After having successfully completed three orbit raising manoeuvres, ISRO's Mars Orbiter mission on Monday suffered a glitch as it failed to achieve the targeted apogee (farthest distance from Earth) of one lakh km during the fourth orbit raising operation in the early hours.
However, the national space agency clarified that the Mars Orbiter was "normal" and said a supplementary orbit raising operation has been planned at 5 am (IST) on Tuesday to raise the apogee to nearly one lakh km.
During the fourth orbit raising operations which commenced at 2.06 am on Monday, the redundancies built-in for the propulsion system were exercised, including energising the primary and redundant coils of the solenoid flow control valve of 440 Newton Liquid Engine and logic for thrust augmentation by the attitude control thrusters, when needed.
"However, when both primary and redundant coils were energised together, as one of the planned modes, the flow to the liquid engine stopped. The thrust level augmentation logic, as expected, came in and the operation continued using the attitude control thrusters. This sequence resulted in reduction of the incremental velocity," ISRO said in a statement.
The space agency said while this parallel mode of operating the two coils was not possible for subsequent operations, they could be operated independently in sequence.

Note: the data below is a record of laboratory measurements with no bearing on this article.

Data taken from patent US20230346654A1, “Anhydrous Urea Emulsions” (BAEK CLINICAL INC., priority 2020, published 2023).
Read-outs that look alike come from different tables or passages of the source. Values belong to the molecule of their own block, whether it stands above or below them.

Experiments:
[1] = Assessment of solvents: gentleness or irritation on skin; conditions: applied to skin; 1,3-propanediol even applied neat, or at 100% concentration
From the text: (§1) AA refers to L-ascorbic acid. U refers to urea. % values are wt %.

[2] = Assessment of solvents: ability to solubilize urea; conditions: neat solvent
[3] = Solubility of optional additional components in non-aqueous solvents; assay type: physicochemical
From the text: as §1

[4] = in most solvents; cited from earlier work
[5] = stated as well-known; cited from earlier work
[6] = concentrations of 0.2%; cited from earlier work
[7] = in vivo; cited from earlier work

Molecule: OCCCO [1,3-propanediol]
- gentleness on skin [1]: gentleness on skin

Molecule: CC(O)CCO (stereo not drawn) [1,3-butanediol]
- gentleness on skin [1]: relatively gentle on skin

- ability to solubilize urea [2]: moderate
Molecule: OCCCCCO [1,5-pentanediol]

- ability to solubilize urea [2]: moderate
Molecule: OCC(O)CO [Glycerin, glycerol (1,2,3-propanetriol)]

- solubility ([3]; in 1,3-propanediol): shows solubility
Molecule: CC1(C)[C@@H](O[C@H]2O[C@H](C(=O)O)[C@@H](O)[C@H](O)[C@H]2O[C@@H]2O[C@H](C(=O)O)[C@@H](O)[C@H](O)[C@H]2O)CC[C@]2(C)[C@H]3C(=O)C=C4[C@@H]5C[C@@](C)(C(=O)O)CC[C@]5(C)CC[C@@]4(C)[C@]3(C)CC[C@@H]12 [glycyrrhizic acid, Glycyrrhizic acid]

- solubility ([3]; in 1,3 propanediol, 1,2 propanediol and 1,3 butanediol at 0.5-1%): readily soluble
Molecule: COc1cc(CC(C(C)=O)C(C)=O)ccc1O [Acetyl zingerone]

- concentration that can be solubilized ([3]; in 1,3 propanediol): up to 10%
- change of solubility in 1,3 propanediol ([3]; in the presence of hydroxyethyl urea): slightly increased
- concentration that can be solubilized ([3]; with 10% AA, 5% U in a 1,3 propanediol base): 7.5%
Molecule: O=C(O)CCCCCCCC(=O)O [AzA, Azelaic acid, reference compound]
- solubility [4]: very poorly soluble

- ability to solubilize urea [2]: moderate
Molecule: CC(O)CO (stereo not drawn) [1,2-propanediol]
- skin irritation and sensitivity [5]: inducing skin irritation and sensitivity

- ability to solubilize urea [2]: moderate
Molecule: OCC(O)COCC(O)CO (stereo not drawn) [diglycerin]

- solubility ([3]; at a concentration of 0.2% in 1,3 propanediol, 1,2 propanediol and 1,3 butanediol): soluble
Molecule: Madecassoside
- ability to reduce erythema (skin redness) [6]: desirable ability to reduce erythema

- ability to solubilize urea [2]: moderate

During the orbit raising operations conducted since November 7, ISRO has been testing and exercising the autonomy functions progressively, that are essential for Trans-Mars Injection and Mars Orbit Insertion.
During the first three orbit-raising operations, the prime and redundant chains of gyros, accelerometers, 22 Newton attitude control thrusters, attitude and orbit control electronics as well as the associated logics for their fault detection isolation and reconfiguration were exercised successfully, the space agency said.
"The prime and redundant star sensors have been functioning satisfactorily. The primary coil of the solenoid flow control valve was used successfully for the first three orbit-raising operations," it said in a statement.
In the fourth orbit raising operation, the apogee was raised to 78,276 km against the target of about one lakh km, because incremental velocity imparted to the spacecraft was 35 m/s against the targeted 130 m/s, ISRO said.
The first three orbit raising manoeuvres were conducted last week in a series of five such operations scheduled on the Mars mission.
After successfully completing these operations, the mission is expected to take on the "crucial event" of the trans-Mars injection around 12.42 am on December 1.
ISRO's PSLV C 25 successfully injected the 1,350-kg Mangalyaan Orbiter (Mars craft) into orbit around Earth some 44 minutes after a textbook launch at 2:38 PM from Satish Dhawan Space Centre at Sriharikota on Tuesday, marking the successful completion of the first stage of the Rs 450-crore mission.
The International Designator or NSSDC ID of India's Mars mission is 2013-060A.